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The Nutritionist's Guide to Eating Right on A Budget

How to Create Your Own Nutrition Plan: A blog about how to create your own nutrition plan A healthy diet involves eating a variety of foods from the main food groups: fruits, vegetables, grains (especially whole grains), lean protein sources and low-fat or fat-free dairy products. This means eating plenty of fruits and vegetables in a variety of colors — fruit juices don't count because they are missing fiber — whole grains (such as brown rice or whole wheat bread) instead of refined grains (such as white rice or white bread), lean meats (such as skinless chicken or fish) or plant-based proteins such as beans or soy products, low-fat or fat-

By Michael EzekielPublished 2 years ago 3 min read

People don't generally link the terms nutrition and healthy together. Most people eat to live rather than live to eat. But nutrition is just as important as exercise, in order for your body to function at its best. Nutrition affects our health as well as how we look and feel. Eating well is one of the most important factors in living a healthy life.

Good nutrition is an important part of leading a healthy lifestyle. Combined with physical activity, your diet can help you to reach and maintain a healthy weight, reduce your risk of chronic diseases (like heart disease and cancer), and promote your overall health.

Eating healthy is easier said than done. It can be tricky to find the time and energy to shop for and prepare healthy meals, especially if you aren't used to it. Also, eating well costs more money. Once you know what foods make up a healthy diet, you can plan your meals around them. You can also save money by looking for low-cost sources of good food at farmers markets and community supported agriculture programs.

There's a lot of conflicting information out there about what to eat, how much to eat and when to eat. We all know we should be eating healthy, but it can be hard to know where to start. Here are a few basic tips that will help you get started on the right path toward healthy eating.

Don't go on a diet. When people use the word "diet," they're typically referring to an overly restrictive meal plan that requires them to cut out entire food groups, eliminate most carbs or only eat raw foods. Dieting is not fun, and it doesn't work for long-term weight loss anyway. Instead of depriving yourself, focus on making small changes that you can stick with for life.

Eat more fruits and vegetables. Fruits and veggies are packed with nutrients that can improve your overall health — but Americans don't eat enough of them. It's easy to incorporate more fruits and veggies into your diet:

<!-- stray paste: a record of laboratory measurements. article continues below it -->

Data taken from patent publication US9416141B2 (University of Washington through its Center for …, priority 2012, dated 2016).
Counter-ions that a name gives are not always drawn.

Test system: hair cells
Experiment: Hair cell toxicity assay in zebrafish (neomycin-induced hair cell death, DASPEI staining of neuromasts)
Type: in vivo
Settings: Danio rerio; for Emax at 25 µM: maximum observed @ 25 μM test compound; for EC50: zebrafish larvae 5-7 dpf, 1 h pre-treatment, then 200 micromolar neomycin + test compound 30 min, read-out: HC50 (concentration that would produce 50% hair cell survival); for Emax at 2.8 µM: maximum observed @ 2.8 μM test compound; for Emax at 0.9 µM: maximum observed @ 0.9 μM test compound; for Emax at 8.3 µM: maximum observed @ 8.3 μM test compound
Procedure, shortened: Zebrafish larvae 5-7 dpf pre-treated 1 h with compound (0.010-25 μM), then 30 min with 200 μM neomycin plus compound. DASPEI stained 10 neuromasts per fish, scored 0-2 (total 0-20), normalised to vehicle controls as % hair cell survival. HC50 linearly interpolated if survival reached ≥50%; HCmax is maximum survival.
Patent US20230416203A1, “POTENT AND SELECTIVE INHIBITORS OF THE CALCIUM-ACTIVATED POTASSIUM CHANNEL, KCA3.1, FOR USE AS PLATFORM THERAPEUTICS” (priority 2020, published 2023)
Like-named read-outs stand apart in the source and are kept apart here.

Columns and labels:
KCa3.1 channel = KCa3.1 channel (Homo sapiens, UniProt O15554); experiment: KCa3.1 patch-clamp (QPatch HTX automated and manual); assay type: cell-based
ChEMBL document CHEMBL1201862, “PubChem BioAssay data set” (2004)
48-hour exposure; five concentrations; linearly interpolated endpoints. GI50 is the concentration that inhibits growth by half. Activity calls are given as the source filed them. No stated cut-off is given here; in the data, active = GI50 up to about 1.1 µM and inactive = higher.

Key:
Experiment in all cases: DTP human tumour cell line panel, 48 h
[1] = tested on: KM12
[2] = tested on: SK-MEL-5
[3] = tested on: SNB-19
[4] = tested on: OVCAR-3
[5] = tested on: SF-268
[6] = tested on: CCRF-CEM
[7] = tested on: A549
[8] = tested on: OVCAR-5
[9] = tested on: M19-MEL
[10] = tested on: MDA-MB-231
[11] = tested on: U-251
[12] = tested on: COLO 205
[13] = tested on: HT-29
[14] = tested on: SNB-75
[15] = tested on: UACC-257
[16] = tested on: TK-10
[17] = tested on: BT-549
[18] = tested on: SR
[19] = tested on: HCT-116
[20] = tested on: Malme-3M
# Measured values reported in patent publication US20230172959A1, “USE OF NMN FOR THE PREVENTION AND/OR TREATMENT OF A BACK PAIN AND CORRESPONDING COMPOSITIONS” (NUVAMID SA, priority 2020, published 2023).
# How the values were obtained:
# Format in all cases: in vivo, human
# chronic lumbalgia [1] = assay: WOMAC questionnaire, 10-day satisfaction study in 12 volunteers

A healthy diet is necessary for overall good health. It helps build and maintain strong muscles, bones, and teeth. It also keeps your heart and blood vessels in good working order. If you have diabetes or high cholesterol levels, eating a balanced diet may lower your chances of a heart attack, stroke, or death from heart disease. The following are some strategies that might help keep your meals healthy:

.Eat a variety of healthy foods each day.

.Eat lots of vegetables and fruits.

.Include whole grains in your daily diet. Choose grain products that are made with 100% whole wheat or another whole grain, such as oatmeal, brown rice or barley.

.Eat meat, poultry, fish, beans, eggs and nuts. These foods give you protein, B vitamins, iron and zinc.

.Drink milk every day. It has calcium for strong bones and teeth. Choose fat-free (skim) or low-fat (1%) milk to reduce the amount of fat in your diet. If you do not or cannot drink milk, choose lactose-free milk or other calcium-rich drinks or foods.

.Eat foods that are low in saturated fat, trans fat, cholesterol, salt (sodium) and added sugars; look at the labels because the first listed items on the labels comprise the highest concentrations of ingredients. Compare sodium in foods like soup, bread, and frozen meals - and choose the foods with lower numbers.

.Limit solid fats like butter, stick margarine, shortening and lard - they have high levels of saturated fat or trans fat. Choose soft margarines that are low in saturated fat and free of trans fats;

Everyone's body is unique, and your diet should reflect that. Take a few moments to really think about how your body reacts to certain foods. Is it more sensitive to fats? Does it love alkaline foods or does it prefer a more neutral pH balance? Is caffeine a friend or an enemy? These are all things you should consider in order to create the ideal diet for your body.


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